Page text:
In another room we encountered  a criminally insane young woman who had been strapped into an electric chair and for good reason as we would soon find out. Initially she attempted to convince us of her innocence and asked if we’d free her from the restraints. Skeptical, we questioned her further and soon learned, by way of her own admission, that her current predicament was the result of an incident which involved an oven and some babies.

Her voice was calm, cold while she made this confession, a comical glint danced across her dead eyes — but before she could elaborate further someone threw the switch and sent a current of voltage ripping through her now spasming body!

The halfway point of the haunted house presented us with an interesting choice — Heaven or Hell. We decided that Hell was our best course of action but to our great surprise the route was a circuitous one which inevitably sent us to Heaven…well, maybe an offshoot of Heaven. A preacher had been hung by the neck and in the shadows lurked a devilish dame with a gash for a mouth and a whip for a tongue.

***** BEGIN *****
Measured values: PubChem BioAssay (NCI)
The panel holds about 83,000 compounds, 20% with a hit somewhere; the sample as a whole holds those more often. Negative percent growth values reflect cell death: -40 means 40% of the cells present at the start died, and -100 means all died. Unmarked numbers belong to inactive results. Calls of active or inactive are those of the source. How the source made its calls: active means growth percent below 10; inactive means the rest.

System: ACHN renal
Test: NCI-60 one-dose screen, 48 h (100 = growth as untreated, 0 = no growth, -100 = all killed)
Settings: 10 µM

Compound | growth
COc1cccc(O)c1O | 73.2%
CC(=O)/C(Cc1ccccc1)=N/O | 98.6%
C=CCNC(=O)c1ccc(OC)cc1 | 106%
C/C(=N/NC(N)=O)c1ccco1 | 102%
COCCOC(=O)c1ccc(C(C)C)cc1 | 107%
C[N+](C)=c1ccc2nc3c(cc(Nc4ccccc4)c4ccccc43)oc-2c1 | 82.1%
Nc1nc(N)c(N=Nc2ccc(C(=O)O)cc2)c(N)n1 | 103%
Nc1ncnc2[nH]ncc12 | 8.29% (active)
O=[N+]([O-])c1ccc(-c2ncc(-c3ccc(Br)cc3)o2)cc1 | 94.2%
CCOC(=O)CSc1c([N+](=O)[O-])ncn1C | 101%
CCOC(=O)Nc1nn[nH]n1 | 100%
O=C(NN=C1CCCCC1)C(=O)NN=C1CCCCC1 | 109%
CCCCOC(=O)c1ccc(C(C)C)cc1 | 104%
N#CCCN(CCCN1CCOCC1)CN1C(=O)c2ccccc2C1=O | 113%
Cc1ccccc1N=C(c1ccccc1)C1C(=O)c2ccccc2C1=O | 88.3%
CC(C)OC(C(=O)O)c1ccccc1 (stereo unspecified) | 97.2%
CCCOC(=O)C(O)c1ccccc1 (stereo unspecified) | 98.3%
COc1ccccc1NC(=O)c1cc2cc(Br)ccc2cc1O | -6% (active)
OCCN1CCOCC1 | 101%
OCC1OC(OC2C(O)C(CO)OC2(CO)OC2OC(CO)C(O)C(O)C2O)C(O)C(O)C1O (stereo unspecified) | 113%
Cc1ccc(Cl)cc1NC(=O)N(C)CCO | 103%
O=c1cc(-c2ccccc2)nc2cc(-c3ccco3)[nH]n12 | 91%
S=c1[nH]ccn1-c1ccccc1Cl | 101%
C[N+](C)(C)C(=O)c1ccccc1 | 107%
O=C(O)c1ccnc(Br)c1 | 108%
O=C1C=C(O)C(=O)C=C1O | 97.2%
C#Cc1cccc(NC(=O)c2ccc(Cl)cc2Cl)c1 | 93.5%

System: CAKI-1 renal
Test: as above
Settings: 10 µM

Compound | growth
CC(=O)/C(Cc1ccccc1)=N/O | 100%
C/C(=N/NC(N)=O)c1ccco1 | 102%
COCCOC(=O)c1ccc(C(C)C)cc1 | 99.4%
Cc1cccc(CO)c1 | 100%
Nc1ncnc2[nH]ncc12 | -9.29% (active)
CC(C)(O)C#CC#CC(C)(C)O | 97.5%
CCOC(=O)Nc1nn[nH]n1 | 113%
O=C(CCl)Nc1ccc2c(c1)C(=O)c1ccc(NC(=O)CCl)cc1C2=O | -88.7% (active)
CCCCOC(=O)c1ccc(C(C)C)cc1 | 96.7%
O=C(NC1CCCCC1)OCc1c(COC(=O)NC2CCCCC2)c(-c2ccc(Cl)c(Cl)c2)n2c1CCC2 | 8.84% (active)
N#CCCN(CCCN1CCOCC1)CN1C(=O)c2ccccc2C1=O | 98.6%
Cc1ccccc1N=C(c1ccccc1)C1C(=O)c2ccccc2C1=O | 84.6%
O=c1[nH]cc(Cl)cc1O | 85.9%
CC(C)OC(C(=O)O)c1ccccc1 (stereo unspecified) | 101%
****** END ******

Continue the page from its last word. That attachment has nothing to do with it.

“I don’t know. Is this your idea of Heaven,” she quipped. Philosophers and psychos all under one roof, go figure. As she slunk out of the shadows with the confidence and poise of one who likes to play with her food, I found myself not just pondering the query but also fighting off the litany of inappropriate responses which had instantly flooded my mind. I know, I know — it’s a testament to just how deeply depraved I am that my mind so readily drudges up such things, but hey, it’s a fun way to live.